It's possible that Hinckley could be granted even more independence in the future. His attorney, Barry Levine, said he'll request unconditional release for Hinckley. The next court date is scheduled for June.

JFK bodyguard still ‘haunted’ by assassination 55 years on, wishes he had been ‘faster’

They were eight seconds that changed the world – former marine Lee Harvey Oswald leaned out of the sixth-floor window and squeezed the trigger on his bolt-action rifle three times.

As a bullet blasted through John F Kennedy's neck, hero secret service agent Clint Hill was the first to react, leaping out of a following car and racing towards the presidential limousine.

Without a thought for his own safety, Clint leaped on to the back of the accelerating car, trying to create a human shield to protect the president and his wife Jackie.

But he was seconds too late. Before Clint could scramble into position, another shot pierced President Kennedy’s head, shattering his skull and showering blood and brain matter all over the car.

CLICK HERE FOR MORE FROM THE SUN

In an exclusive interview with Sun Online on the 55th anniversary of the assassination today, Clint, 86, reveals how he will never be able to forget the shocking and gruesome image of the president's last moments.

FILE – In this Nov. 22, 1963, file photo, seen through the foreground convertible’s windshield, President John F. Kennedy’s hand reaches toward his head within seconds of being fatally shot as first lady Jacqueline Kennedy holds his forearm as the motorcade proceeds along Elm Street past the Texas School Book Depository in Dallas. (AP Photo/James W. "Ike" Altgens, File)

And, tragically, even now Clint still believes “he should have been faster” – and blames himself for the president’s death.

“One thing that I've never been able to erase from my mind is being on the back of the car looking down at the president, who was lying with his face in Mrs Kennedy's lap," he said.

“The right side of his face is up and I can see that his eyes are fixed. There's blood everywhere.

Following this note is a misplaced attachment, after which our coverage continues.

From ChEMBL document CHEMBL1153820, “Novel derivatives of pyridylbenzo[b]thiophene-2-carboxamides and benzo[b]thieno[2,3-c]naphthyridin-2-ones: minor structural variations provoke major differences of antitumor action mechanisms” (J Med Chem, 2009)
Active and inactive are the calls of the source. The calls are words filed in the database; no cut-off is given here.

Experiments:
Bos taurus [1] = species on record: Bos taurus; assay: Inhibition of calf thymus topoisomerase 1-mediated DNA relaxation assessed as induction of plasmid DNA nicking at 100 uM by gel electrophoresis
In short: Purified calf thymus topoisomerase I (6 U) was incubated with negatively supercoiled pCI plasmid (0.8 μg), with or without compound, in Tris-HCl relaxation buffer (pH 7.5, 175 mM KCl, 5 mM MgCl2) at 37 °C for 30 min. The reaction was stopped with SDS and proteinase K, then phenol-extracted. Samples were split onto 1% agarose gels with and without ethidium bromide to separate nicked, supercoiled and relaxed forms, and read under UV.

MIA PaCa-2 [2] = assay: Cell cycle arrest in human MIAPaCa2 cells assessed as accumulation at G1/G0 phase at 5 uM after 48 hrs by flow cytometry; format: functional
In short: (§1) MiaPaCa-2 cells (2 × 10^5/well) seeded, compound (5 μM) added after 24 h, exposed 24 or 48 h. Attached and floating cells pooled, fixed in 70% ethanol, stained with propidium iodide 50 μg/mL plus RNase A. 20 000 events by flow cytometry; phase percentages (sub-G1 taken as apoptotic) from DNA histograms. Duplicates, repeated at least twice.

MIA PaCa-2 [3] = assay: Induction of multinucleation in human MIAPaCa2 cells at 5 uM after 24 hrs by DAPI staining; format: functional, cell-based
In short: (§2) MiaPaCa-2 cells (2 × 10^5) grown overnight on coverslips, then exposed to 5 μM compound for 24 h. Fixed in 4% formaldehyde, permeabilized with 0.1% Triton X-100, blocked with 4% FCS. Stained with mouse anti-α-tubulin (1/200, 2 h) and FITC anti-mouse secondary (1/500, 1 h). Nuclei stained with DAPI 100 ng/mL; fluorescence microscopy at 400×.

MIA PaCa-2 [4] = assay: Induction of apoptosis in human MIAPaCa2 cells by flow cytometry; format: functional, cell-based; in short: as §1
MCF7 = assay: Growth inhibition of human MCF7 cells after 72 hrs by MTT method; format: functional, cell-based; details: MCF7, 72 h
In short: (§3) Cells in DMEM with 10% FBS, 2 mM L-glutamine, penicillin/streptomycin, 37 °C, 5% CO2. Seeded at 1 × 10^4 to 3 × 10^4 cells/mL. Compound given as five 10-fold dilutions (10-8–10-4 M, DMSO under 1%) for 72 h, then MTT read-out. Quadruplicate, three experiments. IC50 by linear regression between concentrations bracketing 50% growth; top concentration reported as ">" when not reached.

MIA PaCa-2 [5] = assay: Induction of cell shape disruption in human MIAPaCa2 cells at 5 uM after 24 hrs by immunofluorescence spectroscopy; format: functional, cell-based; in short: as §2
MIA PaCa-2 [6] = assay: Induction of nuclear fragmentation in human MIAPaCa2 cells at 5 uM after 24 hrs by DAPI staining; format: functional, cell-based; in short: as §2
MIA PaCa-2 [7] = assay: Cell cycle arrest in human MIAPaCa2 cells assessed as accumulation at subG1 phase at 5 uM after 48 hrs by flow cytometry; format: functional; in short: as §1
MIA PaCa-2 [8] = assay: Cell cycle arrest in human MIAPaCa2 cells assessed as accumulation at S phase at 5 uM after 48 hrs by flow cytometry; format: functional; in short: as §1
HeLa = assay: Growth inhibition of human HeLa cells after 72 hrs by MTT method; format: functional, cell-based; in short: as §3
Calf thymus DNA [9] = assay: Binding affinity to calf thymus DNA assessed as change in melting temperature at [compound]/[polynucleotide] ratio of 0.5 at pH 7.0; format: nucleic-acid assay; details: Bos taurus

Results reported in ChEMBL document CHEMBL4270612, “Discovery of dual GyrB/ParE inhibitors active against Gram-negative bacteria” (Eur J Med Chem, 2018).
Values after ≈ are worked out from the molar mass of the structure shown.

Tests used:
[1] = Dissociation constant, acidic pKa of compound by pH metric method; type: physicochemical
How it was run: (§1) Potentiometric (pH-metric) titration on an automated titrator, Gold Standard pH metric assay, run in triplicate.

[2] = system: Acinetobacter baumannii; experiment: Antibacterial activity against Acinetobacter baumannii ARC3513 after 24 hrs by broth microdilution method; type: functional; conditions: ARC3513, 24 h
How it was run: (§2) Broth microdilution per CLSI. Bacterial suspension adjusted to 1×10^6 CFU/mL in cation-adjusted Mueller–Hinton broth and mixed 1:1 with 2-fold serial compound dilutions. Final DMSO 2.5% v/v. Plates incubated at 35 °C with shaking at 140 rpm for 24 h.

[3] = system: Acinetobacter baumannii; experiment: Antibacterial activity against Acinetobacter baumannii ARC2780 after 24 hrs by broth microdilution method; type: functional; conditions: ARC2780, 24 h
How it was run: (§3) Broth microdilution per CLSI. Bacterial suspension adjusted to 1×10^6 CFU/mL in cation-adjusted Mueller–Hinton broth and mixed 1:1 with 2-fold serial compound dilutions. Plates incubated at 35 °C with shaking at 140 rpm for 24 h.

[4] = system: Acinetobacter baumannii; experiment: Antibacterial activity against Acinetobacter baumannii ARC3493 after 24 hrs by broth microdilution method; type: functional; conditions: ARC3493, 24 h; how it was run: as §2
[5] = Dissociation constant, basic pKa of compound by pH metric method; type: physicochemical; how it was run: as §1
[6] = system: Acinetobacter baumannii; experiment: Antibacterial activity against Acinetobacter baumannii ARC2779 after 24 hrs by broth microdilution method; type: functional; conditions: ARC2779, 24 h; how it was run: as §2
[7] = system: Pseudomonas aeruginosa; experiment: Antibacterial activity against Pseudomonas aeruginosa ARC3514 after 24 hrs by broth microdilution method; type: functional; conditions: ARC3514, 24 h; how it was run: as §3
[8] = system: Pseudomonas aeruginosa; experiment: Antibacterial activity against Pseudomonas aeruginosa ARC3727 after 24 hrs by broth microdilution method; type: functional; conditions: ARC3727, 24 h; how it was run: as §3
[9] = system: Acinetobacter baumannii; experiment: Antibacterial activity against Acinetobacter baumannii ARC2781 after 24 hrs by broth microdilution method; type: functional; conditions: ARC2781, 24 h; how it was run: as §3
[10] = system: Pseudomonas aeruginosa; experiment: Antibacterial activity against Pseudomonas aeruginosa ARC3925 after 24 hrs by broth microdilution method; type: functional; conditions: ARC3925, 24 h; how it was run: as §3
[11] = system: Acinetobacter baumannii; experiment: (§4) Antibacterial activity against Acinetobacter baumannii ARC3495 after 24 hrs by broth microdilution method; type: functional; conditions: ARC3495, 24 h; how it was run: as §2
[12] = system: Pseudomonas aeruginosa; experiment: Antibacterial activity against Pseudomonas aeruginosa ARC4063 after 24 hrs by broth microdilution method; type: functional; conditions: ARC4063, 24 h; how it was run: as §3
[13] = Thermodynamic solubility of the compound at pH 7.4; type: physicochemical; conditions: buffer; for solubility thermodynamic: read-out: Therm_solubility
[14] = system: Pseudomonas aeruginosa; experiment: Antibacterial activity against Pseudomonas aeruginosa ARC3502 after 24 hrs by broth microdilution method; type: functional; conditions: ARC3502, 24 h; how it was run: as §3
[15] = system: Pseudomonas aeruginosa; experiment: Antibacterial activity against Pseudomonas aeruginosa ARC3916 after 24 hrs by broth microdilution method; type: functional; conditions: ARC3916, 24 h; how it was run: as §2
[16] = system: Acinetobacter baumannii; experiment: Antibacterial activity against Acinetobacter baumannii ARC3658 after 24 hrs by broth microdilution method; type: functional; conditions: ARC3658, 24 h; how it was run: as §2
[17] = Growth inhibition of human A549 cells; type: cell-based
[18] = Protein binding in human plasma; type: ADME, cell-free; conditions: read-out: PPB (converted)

North Dakota Gov. Doug Burgum, left, talks with retired Secret Service agent Clint Hill at the Theodore Roosevelt Rough Rider award at a ceremony on Monday, Nov. 19, 2018, in Washburn, N.D. Gov. Burgum presented Hill with the portrait that will be displayed in the Rough Rider gallery in the state capitol in Bismarck. Hill is the 44th recipient of the state’s highest honor. (Tom Stromme /The Bismarck Tribune via AP)

"I can see the gunshot wound. In the room that's in the skull I can see that there is no more brain matter left.

“That is something I could never, and have never been able to, erase from my mind.”

This article originally appeared in The Sun. For more from The Sun, click here.

Reagan shooter, John Hinckley, can move out of mom’s house, judge rules

The man who tried to assassinate President Ronald Reagan can move out of his mother's house in Virginia and live on his own, a federal judge ruled Friday.

U.S. District Court Judge Paul L. Friedman granted John Hinckley Jr. the largest measure of freedom he's had since shooting and wounding Reagan and three others outside a Washington hotel in 1981.

Hinckley was confined for decades to St. Elizabeths Hospital in the nation's capital. Starting in 2006, he began to make trips to visit his mother, who is now in her 90s and lives in a gated community in Williamsburg. He moved in with her in 2016.

The judge wrote Friday that the 63-year-old Hinckley can now live within 75 miles of that city as long as Hinckley's doctors give their approval on the location.

Hinckley still must live under a long list of conditions. They include meeting at least twice a month with a social worker, a psychiatrist and a therapist. He can't own a gun or consume alcohol or drugs.

He's also barred from contacting his victims' families or traveling anywhere where there are former or current U.S. presidents, vice presidents and members of Congress. He must carry a GPS-enabled cellphone when he's away from home.

Friedman, who is a judge in the District of Columbia, wrote that a forensic psychologist and a forensic psychiatrist supported the changes to the conditions of Hinckley's release.

Friedman also wrote that "this court finds that Mr. Hinckley will not pose a danger to himself or others if he is permitted to continue residing full-time in Williamsburg, Virginia, on convalescent leave under the proposed conditions."

It's possible that Hinckley could be granted even more independence in the future. His attorney, Barry Levine, said he'll request unconditional release for Hinckley. The next court date is scheduled for June.